The hum of the refrigerator

The scratch of the dog’s claw’s on the door

Bird songs in the distance

It’s very quiet, but

There is no such thing as silence


We Met at the Dog Pound

It had to be fate because somehow in that storm of unpleasant sounds and smells we found each other.

We were face to face, eye to eye, assessing each other.

I thought No, he looks too much like the dog I grew up with and I don’t want a re-run; I want a new edition

And he just looked at me.

My son squatted down to his level and squealed He’s perfect!

So we took him home – after paying $50, being grilled to determine our suitability as prospective dog owners and after filling out more forms than I had to fill out at at the hospital after I had each of my children.

I thought Maybe more children would be happier if we screened parents the way the dog pound screens adopting pet owners.

The name on his cage at the pound was Handsome, so that’s what we called him. Handsome, indeed.

He was a Miniature Poodle – Bichon Frise mix. That’s what it said on the card.

I was grateful that we aren’t always labeled by our ancestry. Irish – English mix.  That’s what mine would say.

Then I realized that some people are labeled by their ancestry because of the color of their skin, and I was a little ashamed. Ashamed of a thought unspoken.

We took Handsome home.

He broke out of the house and ran away on the very first day. I don’t know if this is going to work out, I told myself.

I felt frantic as I searched, knowing I had to find him, even though others heard me mutter things like Damn dog, I knew this was a mistake.

We found him two days later, rescued by a neighbor.

I was relieved, joyful. He jumped into my arms and licked my face. I kissed him and whispered into his ear Don’t you ever leave me again.

He never did.

The months rolled by, then a year.

His new adoptee behavior wore off and his own personality emerged.

Protective, loving, stubborn, smart.

He learned his own name and a few cute little tricks, but his own strong will persisted.

He showed us who was boss by pooping in the living room (regularly) or barking at one of the kids.

But no matter what, every time I came home, he’d jump into my arms and wiggle with joy

He’d snuggle next to me while I slept

Lick the tears from my cheek when I cried

Run to me when I called his name (and even my kids never did that)

Seem to listen to me when I needed to talk, even if he wasn’t (a trick my husband has yet to learn).

In the day to day moments of home life, he became a member of the family, an ever-present quiet (usually), loving (almost always) companion.

He’s perfect.

Sometimes I wonder how life would have been different if I had walked by him at the pound to the hyper little chihuahua in the next cage or the gorgeous Australian Shepherd across the aisle.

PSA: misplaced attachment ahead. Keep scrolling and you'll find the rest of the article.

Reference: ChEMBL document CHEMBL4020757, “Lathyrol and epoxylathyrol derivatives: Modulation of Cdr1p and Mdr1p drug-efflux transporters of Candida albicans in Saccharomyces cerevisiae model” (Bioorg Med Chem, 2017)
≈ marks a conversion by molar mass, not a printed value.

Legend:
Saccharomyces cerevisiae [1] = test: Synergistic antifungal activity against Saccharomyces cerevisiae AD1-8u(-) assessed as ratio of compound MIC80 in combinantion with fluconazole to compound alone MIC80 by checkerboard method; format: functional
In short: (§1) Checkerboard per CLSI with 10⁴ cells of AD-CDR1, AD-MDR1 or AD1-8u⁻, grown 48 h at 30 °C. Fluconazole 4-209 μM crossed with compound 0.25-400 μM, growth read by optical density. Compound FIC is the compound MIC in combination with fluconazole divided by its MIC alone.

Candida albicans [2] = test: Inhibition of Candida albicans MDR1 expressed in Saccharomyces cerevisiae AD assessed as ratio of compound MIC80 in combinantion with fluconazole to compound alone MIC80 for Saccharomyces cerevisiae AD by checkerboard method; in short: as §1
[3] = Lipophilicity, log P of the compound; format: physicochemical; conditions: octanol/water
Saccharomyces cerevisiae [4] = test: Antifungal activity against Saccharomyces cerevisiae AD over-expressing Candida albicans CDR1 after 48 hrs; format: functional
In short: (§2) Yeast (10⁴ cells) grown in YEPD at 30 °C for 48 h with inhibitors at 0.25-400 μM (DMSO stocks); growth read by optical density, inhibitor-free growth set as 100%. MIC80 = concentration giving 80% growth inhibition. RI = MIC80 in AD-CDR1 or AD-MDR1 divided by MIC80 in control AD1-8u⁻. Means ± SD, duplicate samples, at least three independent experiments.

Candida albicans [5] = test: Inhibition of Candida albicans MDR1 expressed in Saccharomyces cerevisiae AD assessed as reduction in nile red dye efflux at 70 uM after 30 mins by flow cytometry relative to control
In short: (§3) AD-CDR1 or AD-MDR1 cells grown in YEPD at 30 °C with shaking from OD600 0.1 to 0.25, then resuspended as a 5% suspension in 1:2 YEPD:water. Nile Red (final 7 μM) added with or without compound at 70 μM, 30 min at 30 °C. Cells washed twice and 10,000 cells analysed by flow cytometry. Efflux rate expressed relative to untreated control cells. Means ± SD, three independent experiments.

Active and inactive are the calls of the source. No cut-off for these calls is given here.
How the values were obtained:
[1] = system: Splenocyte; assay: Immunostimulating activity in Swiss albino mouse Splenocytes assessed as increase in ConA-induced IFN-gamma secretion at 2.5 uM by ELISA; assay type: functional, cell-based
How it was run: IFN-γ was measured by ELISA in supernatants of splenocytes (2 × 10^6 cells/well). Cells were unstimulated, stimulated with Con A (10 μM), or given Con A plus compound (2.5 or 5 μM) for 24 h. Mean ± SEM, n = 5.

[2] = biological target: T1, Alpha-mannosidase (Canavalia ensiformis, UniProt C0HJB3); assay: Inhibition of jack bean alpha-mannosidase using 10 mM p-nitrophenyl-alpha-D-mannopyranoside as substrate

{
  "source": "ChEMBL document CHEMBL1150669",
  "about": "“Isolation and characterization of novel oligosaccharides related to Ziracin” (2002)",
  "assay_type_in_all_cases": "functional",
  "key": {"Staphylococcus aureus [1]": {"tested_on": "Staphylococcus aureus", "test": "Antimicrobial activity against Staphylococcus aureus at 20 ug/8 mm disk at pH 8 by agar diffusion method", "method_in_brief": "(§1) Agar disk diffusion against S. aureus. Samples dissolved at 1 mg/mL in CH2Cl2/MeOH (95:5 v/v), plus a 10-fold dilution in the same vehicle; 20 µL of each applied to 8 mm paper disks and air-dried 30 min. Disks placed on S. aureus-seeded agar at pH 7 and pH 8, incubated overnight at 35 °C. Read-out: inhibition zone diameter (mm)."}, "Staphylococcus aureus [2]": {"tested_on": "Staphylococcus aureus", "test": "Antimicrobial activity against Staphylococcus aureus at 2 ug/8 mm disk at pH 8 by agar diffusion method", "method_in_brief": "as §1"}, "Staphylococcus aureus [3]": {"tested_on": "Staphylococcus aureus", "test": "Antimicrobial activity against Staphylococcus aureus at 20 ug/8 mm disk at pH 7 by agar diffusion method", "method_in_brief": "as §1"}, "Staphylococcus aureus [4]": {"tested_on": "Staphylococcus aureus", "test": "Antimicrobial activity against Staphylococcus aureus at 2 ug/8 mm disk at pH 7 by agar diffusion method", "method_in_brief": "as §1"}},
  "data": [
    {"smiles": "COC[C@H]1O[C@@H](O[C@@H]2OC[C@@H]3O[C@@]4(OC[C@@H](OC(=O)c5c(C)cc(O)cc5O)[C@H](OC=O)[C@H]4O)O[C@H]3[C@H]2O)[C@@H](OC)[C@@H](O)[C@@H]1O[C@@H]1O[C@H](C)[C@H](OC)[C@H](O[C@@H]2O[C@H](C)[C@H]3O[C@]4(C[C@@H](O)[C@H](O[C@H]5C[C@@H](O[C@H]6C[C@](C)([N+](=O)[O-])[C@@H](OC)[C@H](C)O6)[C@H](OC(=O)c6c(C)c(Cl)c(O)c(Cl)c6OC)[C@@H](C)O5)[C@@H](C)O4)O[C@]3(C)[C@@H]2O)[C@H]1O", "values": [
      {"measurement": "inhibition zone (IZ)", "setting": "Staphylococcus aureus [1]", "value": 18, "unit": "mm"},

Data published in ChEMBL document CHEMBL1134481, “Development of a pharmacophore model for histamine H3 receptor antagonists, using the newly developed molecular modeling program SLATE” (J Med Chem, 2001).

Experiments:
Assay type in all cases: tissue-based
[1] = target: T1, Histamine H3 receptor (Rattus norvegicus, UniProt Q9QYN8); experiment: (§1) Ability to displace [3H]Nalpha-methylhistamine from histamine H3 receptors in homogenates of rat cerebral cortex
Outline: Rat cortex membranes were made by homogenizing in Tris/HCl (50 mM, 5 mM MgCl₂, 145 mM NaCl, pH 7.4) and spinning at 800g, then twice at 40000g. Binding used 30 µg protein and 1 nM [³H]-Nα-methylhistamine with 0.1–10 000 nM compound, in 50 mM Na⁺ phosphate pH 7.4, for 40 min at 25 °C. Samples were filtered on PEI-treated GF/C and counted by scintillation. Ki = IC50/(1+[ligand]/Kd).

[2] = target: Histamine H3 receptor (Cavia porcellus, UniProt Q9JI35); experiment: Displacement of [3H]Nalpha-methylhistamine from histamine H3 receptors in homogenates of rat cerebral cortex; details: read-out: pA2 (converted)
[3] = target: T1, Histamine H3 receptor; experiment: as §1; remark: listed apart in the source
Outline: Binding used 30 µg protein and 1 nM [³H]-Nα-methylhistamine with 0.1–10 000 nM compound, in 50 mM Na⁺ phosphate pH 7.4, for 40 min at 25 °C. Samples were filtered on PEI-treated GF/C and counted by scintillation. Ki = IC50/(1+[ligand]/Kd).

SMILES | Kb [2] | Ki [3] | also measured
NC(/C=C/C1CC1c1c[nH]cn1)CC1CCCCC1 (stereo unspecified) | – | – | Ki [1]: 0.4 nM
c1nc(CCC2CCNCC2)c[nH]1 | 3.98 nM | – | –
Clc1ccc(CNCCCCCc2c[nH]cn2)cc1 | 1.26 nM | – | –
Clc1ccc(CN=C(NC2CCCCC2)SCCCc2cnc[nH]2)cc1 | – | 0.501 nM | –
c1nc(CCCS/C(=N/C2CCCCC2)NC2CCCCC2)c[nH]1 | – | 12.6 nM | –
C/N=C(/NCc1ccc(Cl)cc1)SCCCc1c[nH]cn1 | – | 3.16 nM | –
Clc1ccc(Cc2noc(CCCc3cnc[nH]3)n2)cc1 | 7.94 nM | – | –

Sometimes I wonder Who owned him before he was found wandering in the country and taken to the dog pound?

Do they have any idea what they missed? Of course not.

It’s probably their fault that he poops he in the living room.

It can’t be his. Or mine.





Even Today

I can remember the times we argued

They stab me like hot pokers

From a fire that will never extinguish

It burns me, even today, years after you went away


I can remember the times we smiled

They bathe me like the sun on a new spring day

Welcome and quietly shining

They warm me, even today, years after you went away


I can remember the times we cried

They eclipse me like the moon hiding the sun

Both coming and going slowly

They darken me, even today, years after you went away


I can remember the times we laughed

They tickle me like dancing faeries

Twirling and smiling with joy

I giggle with them, even today, years after you went away


I can remember the day you left

It both soothes me and tortures me like the wind

Your last words, your last smile, your last breath

I cling to them, even today, years after you went way

A New Day

A new day

Like 18,322 she had awakened to before

Black to gray to white

Darkness to dawn to light

Exactly the same

And completely new

A new day

Logophile from NorCal

Hi, friends.  I’m Veronica, a writer from northern California. Grant proposals, reports, blogs, social media posts, profiles, pamphlets, brochures, homeschool curriculum, non-fiction books – whatever it takes. Those are all for other people.  I’m currently working on a novel and a collection of poems.  Those are for me. I used to tell people I wasn’t a poet until I realized how silly that is. To love words is to be a poet.

Why did I decide to join the Poetry Marathon?  I saw the post for it on Facebook and thought, “Why not? What better way to shake loose the creative cobwebs?”  I also did it because I’m not a joiner, but I need to connect with others.  This seemed like a good way.

I’m a wife, a mom, a writer, a San Francisco Giants fan, a dog lover, a woman of faith, a friend, an orphan, a sister, and a devotee of the Oxford comma. And that’s just a start.

I don’t plan to do anything special to prepare for the marathon. I’m not a stranger to all night writing sessions, so bring it on!